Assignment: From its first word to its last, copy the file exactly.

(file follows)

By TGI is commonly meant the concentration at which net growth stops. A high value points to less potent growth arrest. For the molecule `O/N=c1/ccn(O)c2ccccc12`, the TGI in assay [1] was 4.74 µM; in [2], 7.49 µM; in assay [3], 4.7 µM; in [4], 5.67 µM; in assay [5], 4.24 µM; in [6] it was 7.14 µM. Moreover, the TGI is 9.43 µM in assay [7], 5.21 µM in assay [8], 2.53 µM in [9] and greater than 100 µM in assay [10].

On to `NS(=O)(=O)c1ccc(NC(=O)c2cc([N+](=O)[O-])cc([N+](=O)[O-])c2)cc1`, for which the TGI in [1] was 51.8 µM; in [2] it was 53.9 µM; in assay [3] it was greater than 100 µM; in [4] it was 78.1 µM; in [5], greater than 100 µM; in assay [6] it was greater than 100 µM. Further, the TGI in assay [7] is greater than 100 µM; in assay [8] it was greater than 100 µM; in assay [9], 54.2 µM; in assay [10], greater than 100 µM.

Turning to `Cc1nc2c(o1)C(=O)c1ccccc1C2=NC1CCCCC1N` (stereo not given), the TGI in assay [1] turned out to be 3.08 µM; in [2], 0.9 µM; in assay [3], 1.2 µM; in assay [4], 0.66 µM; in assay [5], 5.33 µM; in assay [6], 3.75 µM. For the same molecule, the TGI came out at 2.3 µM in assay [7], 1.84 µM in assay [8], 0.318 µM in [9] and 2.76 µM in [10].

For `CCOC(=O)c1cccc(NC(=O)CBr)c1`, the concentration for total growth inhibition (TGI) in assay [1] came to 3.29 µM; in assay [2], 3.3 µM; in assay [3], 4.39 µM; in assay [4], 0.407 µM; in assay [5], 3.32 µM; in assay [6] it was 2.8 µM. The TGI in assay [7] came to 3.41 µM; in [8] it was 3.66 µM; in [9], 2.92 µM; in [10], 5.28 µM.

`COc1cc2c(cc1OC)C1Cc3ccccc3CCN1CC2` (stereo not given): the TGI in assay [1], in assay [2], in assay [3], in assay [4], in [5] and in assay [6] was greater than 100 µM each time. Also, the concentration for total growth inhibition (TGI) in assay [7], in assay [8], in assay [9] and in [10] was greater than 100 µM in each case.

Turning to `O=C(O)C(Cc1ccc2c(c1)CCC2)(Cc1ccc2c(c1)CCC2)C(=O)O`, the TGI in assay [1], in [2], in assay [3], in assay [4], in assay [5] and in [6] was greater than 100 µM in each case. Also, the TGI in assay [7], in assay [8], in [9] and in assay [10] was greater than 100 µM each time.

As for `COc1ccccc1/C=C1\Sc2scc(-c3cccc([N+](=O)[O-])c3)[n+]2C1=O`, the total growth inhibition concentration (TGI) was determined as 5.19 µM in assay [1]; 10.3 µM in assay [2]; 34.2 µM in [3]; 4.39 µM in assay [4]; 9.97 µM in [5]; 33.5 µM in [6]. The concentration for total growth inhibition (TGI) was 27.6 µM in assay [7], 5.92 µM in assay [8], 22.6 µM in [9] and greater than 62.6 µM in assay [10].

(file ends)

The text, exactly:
By TGI is commonly meant the concentration at which net growth stops. A high value points to less potent growth arrest. For the molecule `O/N=c1/ccn(O)c2ccccc12`, the TGI in assay [1] was 4.74 µM; in [2], 7.49 µM; in assay [3], 4.7 µM; in [4], 5.67 µM; in assay [5], 4.24 µM; in [6] it was 7.14 µM. Moreover, the TGI is 9.43 µM in assay [7], 5.21 µM in assay [8], 2.53 µM in [9] and greater than 100 µM in assay [10].

On to `NS(=O)(=O)c1ccc(NC(=O)c2cc([N+](=O)[O-])cc([N+](=O)[O-])c2)cc1`, for which the TGI in [1] was 51.8 µM; in [2] it was 53.9 µM; in assay [3] it was greater than 100 µM; in [4] it was 78.1 µM; in [5], greater than 100 µM; in assay [6] it was greater than 100 µM. Further, the TGI in assay [7] is greater than 100 µM; in assay [8] it was greater than 100 µM; in assay [9], 54.2 µM; in assay [10], greater than 100 µM.

Turning to `Cc1nc2c(o1)C(=O)c1ccccc1C2=NC1CCCCC1N` (stereo not given), the TGI in assay [1] turned out to be 3.08 µM; in [2], 0.9 µM; in assay [3], 1.2 µM; in assay [4], 0.66 µM; in assay [5], 5.33 µM; in assay [6], 3.75 µM. For the same molecule, the TGI came out at 2.3 µM in assay [7], 1.84 µM in assay [8], 0.318 µM in [9] and 2.76 µM in [10].

For `CCOC(=O)c1cccc(NC(=O)CBr)c1`, the concentration for total growth inhibition (TGI) in assay [1] came to 3.29 µM; in assay [2], 3.3 µM; in assay [3], 4.39 µM; in assay [4], 0.407 µM; in assay [5], 3.32 µM; in assay [6] it was 2.8 µM. The TGI in assay [7] came to 3.41 µM; in [8] it was 3.66 µM; in [9], 2.92 µM; in [10], 5.28 µM.

`COc1cc2c(cc1OC)C1Cc3ccccc3CCN1CC2` (stereo not given): the TGI in assay [1], in assay [2], in assay [3], in assay [4], in [5] and in assay [6] was greater than 100 µM each time. Also, the concentration for total growth inhibition (TGI) in assay [7], in assay [8], in assay [9] and in [10] was greater than 100 µM in each case.

Turning to `O=C(O)C(Cc1ccc2c(c1)CCC2)(Cc1ccc2c(c1)CCC2)C(=O)O`, the TGI in assay [1], in [2], in assay [3], in assay [4], in assay [5] and in [6] was greater than 100 µM in each case. Also, the TGI in assay [7], in assay [8], in [9] and in assay [10] was greater than 100 µM each time.

As for `COc1ccccc1/C=C1\Sc2scc(-c3cccc([N+](=O)[O-])c3)[n+]2C1=O`, the total growth inhibition concentration (TGI) was determined as 5.19 µM in assay [1]; 10.3 µM in assay [2]; 34.2 µM in [3]; 4.39 µM in assay [4]; 9.97 µM in [5]; 33.5 µM in [6]. The concentration for total growth inhibition (TGI) was 27.6 µM in assay [7], 5.92 µM in assay [8], 22.6 µM in [9] and greater than 62.6 µM in assay [10].